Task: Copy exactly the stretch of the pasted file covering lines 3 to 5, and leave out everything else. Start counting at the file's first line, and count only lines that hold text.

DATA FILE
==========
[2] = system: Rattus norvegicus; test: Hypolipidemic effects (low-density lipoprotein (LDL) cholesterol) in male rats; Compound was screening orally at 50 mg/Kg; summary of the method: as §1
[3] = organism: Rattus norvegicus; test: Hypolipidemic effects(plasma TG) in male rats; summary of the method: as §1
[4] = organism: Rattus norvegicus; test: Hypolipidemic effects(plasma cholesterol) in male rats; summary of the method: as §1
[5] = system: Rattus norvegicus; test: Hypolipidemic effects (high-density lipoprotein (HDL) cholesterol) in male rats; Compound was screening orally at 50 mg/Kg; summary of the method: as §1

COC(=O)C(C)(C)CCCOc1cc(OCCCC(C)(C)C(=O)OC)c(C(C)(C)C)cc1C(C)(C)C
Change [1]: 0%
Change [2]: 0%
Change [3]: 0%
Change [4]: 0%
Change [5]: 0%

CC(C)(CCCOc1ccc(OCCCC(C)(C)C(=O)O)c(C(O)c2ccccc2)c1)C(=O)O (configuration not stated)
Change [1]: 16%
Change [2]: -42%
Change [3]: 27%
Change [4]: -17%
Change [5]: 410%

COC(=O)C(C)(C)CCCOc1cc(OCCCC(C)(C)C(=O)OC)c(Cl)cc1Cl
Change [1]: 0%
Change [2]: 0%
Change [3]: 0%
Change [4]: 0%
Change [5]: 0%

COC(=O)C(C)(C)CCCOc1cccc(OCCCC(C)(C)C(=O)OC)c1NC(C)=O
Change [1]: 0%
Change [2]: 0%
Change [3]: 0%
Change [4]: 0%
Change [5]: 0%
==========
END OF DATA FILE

[4] = organism: Rattus norvegicus; test: Hypolipidemic effects(plasma cholesterol) in male rats; summary of the method: as §1
[5] = system: Rattus norvegicus; test: Hypolipidemic effects (high-density lipoprotein (HDL) cholesterol) in male rats; Compound was screening orally at 50 mg/Kg; summary of the method: as §1

COC(=O)C(C)(C)CCCOc1cc(OCCCC(C)(C)C(=O)OC)c(C(C)(C)C)cc1C(C)(C)C